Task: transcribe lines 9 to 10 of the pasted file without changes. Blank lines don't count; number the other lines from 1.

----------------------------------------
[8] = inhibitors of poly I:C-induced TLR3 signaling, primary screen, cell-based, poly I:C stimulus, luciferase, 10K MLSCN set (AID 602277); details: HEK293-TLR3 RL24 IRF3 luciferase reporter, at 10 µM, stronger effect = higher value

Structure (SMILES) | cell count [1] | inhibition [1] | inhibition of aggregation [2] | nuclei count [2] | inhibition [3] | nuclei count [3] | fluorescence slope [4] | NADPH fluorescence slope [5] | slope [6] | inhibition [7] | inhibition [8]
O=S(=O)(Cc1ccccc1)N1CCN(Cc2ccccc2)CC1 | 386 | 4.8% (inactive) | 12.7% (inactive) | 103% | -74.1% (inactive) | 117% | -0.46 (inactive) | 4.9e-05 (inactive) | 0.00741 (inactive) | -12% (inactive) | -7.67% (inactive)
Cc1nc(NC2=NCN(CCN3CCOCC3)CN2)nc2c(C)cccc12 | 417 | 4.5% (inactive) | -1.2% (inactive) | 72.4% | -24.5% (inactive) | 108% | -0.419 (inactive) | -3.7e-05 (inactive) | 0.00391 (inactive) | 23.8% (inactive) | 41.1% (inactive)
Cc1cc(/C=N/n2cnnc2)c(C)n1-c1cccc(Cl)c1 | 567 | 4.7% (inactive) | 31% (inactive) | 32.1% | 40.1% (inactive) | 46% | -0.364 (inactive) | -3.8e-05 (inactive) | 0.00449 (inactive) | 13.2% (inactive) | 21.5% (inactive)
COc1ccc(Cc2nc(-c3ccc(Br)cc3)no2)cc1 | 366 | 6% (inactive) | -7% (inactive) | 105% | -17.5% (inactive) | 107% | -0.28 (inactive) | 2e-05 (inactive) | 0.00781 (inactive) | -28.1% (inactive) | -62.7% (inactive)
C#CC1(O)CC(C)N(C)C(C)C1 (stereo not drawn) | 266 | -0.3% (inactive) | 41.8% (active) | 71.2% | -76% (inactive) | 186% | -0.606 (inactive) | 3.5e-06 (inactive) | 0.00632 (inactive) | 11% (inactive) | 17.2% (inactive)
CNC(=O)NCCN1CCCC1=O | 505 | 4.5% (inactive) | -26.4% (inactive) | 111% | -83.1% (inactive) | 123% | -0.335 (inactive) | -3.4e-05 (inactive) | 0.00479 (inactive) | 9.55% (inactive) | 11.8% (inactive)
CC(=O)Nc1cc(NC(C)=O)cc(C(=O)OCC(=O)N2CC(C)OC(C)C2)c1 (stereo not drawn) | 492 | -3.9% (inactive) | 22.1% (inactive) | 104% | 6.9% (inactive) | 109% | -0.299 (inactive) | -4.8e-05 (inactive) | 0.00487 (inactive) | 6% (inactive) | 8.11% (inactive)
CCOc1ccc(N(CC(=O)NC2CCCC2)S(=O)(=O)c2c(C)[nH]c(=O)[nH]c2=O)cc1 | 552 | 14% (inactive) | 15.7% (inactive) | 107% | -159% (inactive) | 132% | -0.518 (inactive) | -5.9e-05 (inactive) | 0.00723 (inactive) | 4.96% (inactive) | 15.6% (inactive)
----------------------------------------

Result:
CC(=O)Nc1cc(NC(C)=O)cc(C(=O)OCC(=O)N2CC(C)OC(C)C2)c1 (stereo not drawn) | 492 | -3.9% (inactive) | 22.1% (inactive) | 104% | 6.9% (inactive) | 109% | -0.299 (inactive) | -4.8e-05 (inactive) | 0.00487 (inactive) | 6% (inactive) | 8.11% (inactive)
CCOc1ccc(N(CC(=O)NC2CCCC2)S(=O)(=O)c2c(C)[nH]c(=O)[nH]c2=O)cc1 | 552 | 14% (inactive) | 15.7% (inactive) | 107% | -159% (inactive) | 132% | -0.518 (inactive) | -5.9e-05 (inactive) | 0.00723 (inactive) | 4.96% (inactive) | 15.6% (inactive)